I met the team at Edenred, a global leader in corporate prepaid services, while they were looking to adapt a US product to the Mexican market. The product in question was NutriSavings, a rewards system for healthy purchasing behavior at supermarkets. Users accumulate points based on the food they buy, scan a card at checkout, and receive discounts based on the level of healthiness of the purchases. Companies can purchase this card and program as a health and wellness benefit for their employees. In the United States, grocers as large as Walmart accepted NutriSavings, and Edenred invested heavily in developing the product catalog, developing a complex algorithm to rate and review each item. Obviously, Mexican product lists would be a bit different than those in the US, but more importantly, Mexican consumers shop, eat and cook differently than Americans.

To begin understanding future Mexican users, we started with a qualitative survey of 2,000 users, exploring the how professionals in Mexico City eat. We looked at where they bought food, how they chose food products, and their spending habits. This revealed purchasing patterns to dig into in interviews, and revealed the multidimensional landscape that is grocery shopping in Mexico. There are many more options of buying raw ingredients in Mexico than the United States, from informal pop-up weekend markets to hole-in-the-wall storefronts to street fruit carts. Our initial surveys revealed that the majority of consumers purchase fresh produce at markets, seemingly in part to the lower cost, but also the perception of the superior quality of the fruit and vegetables. Mexicans also tended to eat out more than their American counterparts, and were very consistent with their purchases. We detected very few users who had their groceries delivered, or purchased through an app.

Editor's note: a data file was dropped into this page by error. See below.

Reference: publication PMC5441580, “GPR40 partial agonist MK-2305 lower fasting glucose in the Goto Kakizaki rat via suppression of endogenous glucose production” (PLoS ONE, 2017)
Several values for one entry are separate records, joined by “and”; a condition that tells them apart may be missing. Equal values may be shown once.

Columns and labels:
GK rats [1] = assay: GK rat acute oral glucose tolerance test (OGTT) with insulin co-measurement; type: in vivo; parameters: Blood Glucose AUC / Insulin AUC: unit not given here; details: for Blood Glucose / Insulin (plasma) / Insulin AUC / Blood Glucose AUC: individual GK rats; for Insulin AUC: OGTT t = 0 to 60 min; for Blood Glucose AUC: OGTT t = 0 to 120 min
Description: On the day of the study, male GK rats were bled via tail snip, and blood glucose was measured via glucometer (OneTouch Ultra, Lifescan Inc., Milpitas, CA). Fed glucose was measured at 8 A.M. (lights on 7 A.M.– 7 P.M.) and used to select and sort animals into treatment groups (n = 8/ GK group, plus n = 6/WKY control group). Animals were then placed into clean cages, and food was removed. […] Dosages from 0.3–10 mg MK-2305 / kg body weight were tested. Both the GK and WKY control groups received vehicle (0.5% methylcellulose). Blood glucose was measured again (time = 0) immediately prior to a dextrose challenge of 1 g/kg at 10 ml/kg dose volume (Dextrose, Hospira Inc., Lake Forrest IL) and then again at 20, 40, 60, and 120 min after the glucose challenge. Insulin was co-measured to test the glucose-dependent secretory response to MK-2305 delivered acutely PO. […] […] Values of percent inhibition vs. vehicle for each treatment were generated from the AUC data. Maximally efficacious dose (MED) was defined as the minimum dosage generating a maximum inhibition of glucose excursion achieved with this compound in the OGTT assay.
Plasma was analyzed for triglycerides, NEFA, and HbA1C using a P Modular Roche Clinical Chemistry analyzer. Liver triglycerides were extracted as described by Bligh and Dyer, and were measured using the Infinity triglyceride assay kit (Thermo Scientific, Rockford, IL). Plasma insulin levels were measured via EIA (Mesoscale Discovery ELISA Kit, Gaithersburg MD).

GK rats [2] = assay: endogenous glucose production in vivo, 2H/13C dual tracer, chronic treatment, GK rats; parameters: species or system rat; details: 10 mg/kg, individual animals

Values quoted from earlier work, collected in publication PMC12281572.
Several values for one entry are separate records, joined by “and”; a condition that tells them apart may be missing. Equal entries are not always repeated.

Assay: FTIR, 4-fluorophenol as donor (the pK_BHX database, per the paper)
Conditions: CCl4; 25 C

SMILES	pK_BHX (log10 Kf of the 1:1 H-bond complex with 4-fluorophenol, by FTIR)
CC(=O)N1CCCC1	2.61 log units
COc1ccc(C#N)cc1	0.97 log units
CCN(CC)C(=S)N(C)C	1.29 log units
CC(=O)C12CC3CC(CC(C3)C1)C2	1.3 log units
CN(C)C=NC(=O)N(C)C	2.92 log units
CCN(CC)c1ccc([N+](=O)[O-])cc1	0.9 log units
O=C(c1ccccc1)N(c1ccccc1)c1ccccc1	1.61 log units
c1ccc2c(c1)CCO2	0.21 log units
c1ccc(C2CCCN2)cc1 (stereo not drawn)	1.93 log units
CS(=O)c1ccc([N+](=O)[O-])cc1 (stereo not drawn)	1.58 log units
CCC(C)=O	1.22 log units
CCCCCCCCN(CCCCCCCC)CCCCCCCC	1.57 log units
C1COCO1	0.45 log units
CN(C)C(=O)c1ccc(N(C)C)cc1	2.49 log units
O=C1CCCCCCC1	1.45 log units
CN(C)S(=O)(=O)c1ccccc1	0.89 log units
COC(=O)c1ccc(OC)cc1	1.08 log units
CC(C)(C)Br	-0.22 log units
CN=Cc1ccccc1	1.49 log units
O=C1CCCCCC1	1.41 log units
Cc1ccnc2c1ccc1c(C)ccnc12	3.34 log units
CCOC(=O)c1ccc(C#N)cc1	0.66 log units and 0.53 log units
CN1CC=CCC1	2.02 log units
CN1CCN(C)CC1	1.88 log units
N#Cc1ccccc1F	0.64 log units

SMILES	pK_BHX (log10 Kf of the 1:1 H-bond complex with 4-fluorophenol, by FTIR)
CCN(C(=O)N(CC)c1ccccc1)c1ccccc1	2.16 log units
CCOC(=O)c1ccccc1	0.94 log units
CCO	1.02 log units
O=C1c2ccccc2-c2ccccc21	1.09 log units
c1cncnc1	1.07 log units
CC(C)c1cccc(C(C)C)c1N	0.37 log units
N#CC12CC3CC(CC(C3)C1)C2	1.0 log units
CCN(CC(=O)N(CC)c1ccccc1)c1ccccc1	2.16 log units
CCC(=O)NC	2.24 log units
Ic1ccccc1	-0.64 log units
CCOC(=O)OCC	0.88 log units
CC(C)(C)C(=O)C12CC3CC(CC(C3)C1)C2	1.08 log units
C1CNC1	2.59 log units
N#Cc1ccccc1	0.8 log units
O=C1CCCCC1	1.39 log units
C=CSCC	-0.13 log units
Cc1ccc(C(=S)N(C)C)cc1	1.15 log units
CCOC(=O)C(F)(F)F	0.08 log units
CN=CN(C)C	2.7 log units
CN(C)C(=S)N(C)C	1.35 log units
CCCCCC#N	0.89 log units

Full of questions, we began interviewing users individually, and shadowed a few on their own shopping trips. Ultimately, we were able to understand the social value or meal time, and how this impacted the entire process of obtaining food. Most people we spoke with really didn’t understand what was considered healthy food, and in fact, we encountered interesting conversations about supplements and their prevalence in Mexicans’ perception of health.

Overall, we were able to propose new iterations for NutriSavings in Mexico, including a Blue Apron-style product and a mobile Nutritionist Bot.